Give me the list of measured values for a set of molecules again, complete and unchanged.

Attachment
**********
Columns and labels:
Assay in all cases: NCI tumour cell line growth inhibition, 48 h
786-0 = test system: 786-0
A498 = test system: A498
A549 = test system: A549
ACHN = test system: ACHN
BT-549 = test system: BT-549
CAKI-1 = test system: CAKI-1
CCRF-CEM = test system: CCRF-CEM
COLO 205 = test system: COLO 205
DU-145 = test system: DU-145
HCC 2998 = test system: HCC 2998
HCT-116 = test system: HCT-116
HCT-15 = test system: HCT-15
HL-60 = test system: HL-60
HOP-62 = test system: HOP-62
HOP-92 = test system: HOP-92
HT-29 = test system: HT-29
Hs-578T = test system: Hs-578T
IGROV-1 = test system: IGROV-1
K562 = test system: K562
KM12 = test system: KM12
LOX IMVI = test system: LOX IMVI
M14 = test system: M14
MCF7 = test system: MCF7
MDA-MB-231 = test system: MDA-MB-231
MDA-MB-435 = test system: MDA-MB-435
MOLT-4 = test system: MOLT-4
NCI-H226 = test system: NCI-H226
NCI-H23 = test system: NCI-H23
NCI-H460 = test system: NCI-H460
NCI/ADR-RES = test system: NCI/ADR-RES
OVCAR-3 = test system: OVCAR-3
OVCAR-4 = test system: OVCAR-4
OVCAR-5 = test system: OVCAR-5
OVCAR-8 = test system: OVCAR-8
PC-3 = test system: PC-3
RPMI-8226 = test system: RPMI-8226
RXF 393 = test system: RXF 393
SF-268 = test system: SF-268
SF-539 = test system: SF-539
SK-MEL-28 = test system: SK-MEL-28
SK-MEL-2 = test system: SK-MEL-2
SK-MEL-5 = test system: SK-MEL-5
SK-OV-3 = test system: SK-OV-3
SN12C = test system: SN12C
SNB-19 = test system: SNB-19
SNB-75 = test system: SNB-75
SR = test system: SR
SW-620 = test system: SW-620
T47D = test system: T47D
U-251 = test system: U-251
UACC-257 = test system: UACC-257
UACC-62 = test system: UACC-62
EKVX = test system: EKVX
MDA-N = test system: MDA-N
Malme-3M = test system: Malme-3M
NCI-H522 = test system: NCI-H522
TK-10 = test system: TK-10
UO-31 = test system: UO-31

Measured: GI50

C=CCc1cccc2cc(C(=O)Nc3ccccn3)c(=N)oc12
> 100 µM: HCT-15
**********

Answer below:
Columns and labels:
Assay in all cases: NCI tumour cell line growth inhibition, 48 h
786-0 = test system: 786-0
A498 = test system: A498
A549 = test system: A549
ACHN = test system: ACHN
BT-549 = test system: BT-549
CAKI-1 = test system: CAKI-1
CCRF-CEM = test system: CCRF-CEM
COLO 205 = test system: COLO 205
DU-145 = test system: DU-145
HCC 2998 = test system: HCC 2998
HCT-116 = test system: HCT-116
HCT-15 = test system: HCT-15
HL-60 = test system: HL-60
HOP-62 = test system: HOP-62
HOP-92 = test system: HOP-92
HT-29 = test system: HT-29
Hs-578T = test system: Hs-578T
IGROV-1 = test system: IGROV-1
K562 = test system: K562
KM12 = test system: KM12
LOX IMVI = test system: LOX IMVI
M14 = test system: M14
MCF7 = test system: MCF7
MDA-MB-231 = test system: MDA-MB-231
MDA-MB-435 = test system: MDA-MB-435
MOLT-4 = test system: MOLT-4
NCI-H226 = test system: NCI-H226
NCI-H23 = test system: NCI-H23
NCI-H460 = test system: NCI-H460
NCI/ADR-RES = test system: NCI/ADR-RES
OVCAR-3 = test system: OVCAR-3
OVCAR-4 = test system: OVCAR-4
OVCAR-5 = test system: OVCAR-5
OVCAR-8 = test system: OVCAR-8
PC-3 = test system: PC-3
RPMI-8226 = test system: RPMI-8226
RXF 393 = test system: RXF 393
SF-268 = test system: SF-268
SF-539 = test system: SF-539
SK-MEL-28 = test system: SK-MEL-28
SK-MEL-2 = test system: SK-MEL-2
SK-MEL-5 = test system: SK-MEL-5
SK-OV-3 = test system: SK-OV-3
SN12C = test system: SN12C
SNB-19 = test system: SNB-19
SNB-75 = test system: SNB-75
SR = test system: SR
SW-620 = test system: SW-620
T47D = test system: T47D
U-251 = test system: U-251
UACC-257 = test system: UACC-257
UACC-62 = test system: UACC-62
EKVX = test system: EKVX
MDA-N = test system: MDA-N
Malme-3M = test system: Malme-3M
NCI-H522 = test system: NCI-H522
TK-10 = test system: TK-10
UO-31 = test system: UO-31

Measured: GI50

C=CCc1cccc2cc(C(=O)Nc3ccccn3)c(=N)oc12
> 100 µM: HCT-15